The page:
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The Women Who Fought Sex Trafficking in San Francisco's Chinatown

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The gate into San Francisco's Chinatown at the intersection of Bush and Grant Streets. (Photo: Chensiyuan/Wikimedia )

In 1933, when Chinese teen Jeung Gwai Ying escaped forced prostitution in San Francisco, she fled to the Occidental Mission Home. Since 1874, the home had offered thousands of Chinese women refuge and the potential of a new life. In her book, “The White Devil’s Daughters,” Julia Flynn Siler chronicles the home and the people who passed through its halls. Siler joins Forum to discuss the often overlooked history of sex trafficking in San Francisco’s Chinatown.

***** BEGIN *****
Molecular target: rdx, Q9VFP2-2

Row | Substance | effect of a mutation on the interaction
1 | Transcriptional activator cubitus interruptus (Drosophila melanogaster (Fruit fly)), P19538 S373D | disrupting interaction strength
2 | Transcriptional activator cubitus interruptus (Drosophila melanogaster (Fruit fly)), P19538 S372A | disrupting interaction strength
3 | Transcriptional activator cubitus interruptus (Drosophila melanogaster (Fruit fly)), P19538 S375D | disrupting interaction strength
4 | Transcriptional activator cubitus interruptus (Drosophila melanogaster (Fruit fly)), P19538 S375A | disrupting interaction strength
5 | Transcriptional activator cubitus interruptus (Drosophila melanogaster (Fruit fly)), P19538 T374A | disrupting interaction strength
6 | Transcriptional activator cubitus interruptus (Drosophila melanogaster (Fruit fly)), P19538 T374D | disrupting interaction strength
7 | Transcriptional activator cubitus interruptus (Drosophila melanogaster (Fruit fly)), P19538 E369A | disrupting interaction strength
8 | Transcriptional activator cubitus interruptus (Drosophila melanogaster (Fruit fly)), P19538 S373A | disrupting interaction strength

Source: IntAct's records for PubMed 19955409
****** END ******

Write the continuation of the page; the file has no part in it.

Julia Flynn Siler, author, "The White Devil's Daughters: The Women Who Fought Slavery in San Francisco's Chinatown"; contributing journalist, The Wall Street Journal<br /> <br />


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